Harness the power of Application Performance Monitoring: Analyze the end-to-end performance of your Python programs

July 27, 2021 | 2 minute read
Daniela Hansell
Director, Observability and Management
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Exciting news for all of you Oracle Cloud manageability fans!  With the introduction of Application Performance Monitoring (APM), an Oracle Cloud Infrastructure (OCI) native service, Developers, DevOps and application administrators can now truly monitor the end users experience by tracing multiple components and application logic distributed across various clients, third-party services, and backend tiers,  in the Cloud or on-premises.

 

How does Distributed Tracing work?

Application Performance Monitoring collects and processes transaction instance data from pre-defined data sources, open-source tracers, or directly using APIs.  The support for OpenTracing, an API and vendor-neutral instrumentation framework,  allows application developers to instrument their application code themselves and analyze the trace data in APM.

Distributed Tracing monitors transaction performance, volume, and error rate and helps pinpoint failures or poor performance.  It analyzes load, usage patterns, performance, and capacity across out-of-the-box and custom dimensions.  This method is particularly well suited for microservices-based applications.

Instrumenting your code

With support for OpenTracing, the possibilities are endless!  In this blog we will show you an example of how you can analyze the end-to-end performance of a Python program using APM's Distributed Tracing capability.  The hope is that this blog will become the first in a series of blogs dedicated to APM OpenTracing support.

To instrument Python programs and collect timing data, we use the open-source distributed trace system, Zipkin.  We integrate Zipkin with our Python programs and in turn Zipkin will trace our Python code and upload this trace data to APM Trace Explorer. 

      At a high level, here’s how the various components integrate:

InstrumentationAt the code level,  here’s how the code is structured:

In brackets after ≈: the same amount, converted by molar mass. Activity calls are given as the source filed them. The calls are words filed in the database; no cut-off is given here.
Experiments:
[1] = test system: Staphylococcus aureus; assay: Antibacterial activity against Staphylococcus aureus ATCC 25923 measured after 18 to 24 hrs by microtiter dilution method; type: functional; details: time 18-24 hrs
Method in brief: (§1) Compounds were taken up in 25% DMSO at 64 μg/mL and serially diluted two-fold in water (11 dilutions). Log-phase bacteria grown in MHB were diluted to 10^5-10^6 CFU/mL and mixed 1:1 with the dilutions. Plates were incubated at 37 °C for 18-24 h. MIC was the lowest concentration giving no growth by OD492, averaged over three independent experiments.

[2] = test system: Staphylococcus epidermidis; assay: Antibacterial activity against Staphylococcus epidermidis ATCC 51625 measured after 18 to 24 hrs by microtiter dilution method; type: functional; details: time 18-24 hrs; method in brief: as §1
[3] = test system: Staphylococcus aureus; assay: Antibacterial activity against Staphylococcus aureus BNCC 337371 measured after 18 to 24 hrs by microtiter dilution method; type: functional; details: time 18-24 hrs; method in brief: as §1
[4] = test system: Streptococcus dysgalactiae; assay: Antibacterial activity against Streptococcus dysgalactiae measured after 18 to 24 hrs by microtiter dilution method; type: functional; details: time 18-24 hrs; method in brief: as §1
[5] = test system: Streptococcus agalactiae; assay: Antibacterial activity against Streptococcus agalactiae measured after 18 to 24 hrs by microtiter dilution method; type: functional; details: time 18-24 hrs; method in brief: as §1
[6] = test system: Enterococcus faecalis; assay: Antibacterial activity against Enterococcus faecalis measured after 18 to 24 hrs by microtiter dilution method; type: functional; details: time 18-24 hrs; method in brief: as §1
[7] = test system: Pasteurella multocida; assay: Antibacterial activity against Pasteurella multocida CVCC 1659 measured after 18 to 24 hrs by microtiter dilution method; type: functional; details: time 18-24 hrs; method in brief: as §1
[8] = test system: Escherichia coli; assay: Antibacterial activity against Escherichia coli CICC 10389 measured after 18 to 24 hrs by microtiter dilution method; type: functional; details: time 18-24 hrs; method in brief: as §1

Code Structure

 

The configuration steps are simply this:

  1. Import a customized py_zipkin into the Python code (APM only supports the Zipkin format for now)
  2. Create an APM Domain using the APM console and note its details (the upload end point and data keys)
  3. Configure the Zipkin Transport for Python to include the data upload endpoint where trace data will be uploaded
  4. Analyze your data in APM Trace Explorer

When the configuration is complete and your Python program is invoked, Zipkin will automatically send trace data to the selected APM Domain and the traces can be analyzed using the APM Trace Explorer.  In addition,  the OCI APM Console will allow you to see the overall time taken by the Python program.

Take a closer look at how this was done in this step by step tutorial.

The content of this blog was based on examples created by Ye Wang and Shengjun Zhu of Oracle's Solution Engineering Hub. Click here to learn about Oracle Solution Engineering Hub..

To learn a lot more about Application Performance Monitoring visit:

Daniela Hansell

Director, Observability and Management

Daniela has a background in Oracle Observability and Management solutions product management, training, and curriculum development.  She currently manages the observability and management user assistance development team, focusing on optimizing the end user experience with our products and various types of technical content.


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